Fascism by Roger GriffinFascism by Roger Griffin


EditorRoger Griffin

Paperback | June 1, 1995

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Fascism as a political ideology is a product of the modern age. It is an ideology which has been identified with totalitarianism, state terror, social engineering, fanaticism, orchestrated violence, and blind obedience. Yet once again fascism is in the ascendant, suggesting that it is timefor us to renew our understanding of its ideas, ideals, and inhumanities. What is fascism? Why does it still hold such strong appeal? Why does it create charismatic and dangerous movements? To what may these lead? This Reader offers a wide selection of texts written by fascist thinkers and propagandists both inside and outside Europe, before and after the Second World War. There are extracts on fascism in Italy and Germany, on the abortive pre-1945 fascisms, on reactions to fascism, and on post-war andcontemporary fascism. With contributions from writers as diverse as Benito Mussolini and Primo Levi, Joseph Goebbels and George Orwell, this Reader provides a fascinating insight into the depths and breadths of fascism, prompting the student and general reader alike to give greater consideration tothis expanding political force.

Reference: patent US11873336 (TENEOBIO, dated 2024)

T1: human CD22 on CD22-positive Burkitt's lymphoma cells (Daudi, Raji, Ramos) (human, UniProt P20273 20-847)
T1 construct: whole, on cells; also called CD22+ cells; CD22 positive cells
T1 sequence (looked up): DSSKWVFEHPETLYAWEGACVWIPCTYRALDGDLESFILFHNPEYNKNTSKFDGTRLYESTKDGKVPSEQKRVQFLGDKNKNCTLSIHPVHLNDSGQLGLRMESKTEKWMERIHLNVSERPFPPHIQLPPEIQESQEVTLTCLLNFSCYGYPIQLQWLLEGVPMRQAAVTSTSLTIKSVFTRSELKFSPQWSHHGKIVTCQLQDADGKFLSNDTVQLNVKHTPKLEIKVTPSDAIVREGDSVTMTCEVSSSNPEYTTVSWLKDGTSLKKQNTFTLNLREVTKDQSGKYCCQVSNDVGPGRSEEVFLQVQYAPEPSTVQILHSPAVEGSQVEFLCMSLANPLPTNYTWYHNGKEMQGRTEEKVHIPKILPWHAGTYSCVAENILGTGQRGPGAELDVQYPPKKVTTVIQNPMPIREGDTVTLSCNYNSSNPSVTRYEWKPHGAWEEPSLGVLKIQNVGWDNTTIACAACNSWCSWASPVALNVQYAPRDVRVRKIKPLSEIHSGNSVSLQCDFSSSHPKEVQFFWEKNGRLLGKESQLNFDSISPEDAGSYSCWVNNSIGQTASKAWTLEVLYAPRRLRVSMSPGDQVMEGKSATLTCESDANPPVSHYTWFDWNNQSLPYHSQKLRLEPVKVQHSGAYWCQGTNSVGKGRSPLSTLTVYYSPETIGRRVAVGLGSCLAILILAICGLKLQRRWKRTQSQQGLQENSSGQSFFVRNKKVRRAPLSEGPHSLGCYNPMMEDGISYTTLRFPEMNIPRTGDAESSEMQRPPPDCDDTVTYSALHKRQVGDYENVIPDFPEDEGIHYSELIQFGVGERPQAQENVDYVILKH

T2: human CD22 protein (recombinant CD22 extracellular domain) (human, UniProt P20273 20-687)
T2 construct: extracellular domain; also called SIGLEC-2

The author of several studies of fascism, Roger Griffin is Principal Lecturer in the Department of History at Oxford Brookes University.
Title:FascismFormat:PaperbackDimensions:432 pages, 9.21 × 6.14 × 0.91 inPublished:June 1, 1995Publisher:Oxford University Press

The following ISBNs are associated with this title:

ISBN - 10:0192892495

ISBN - 13:9780192892492


Table of Contents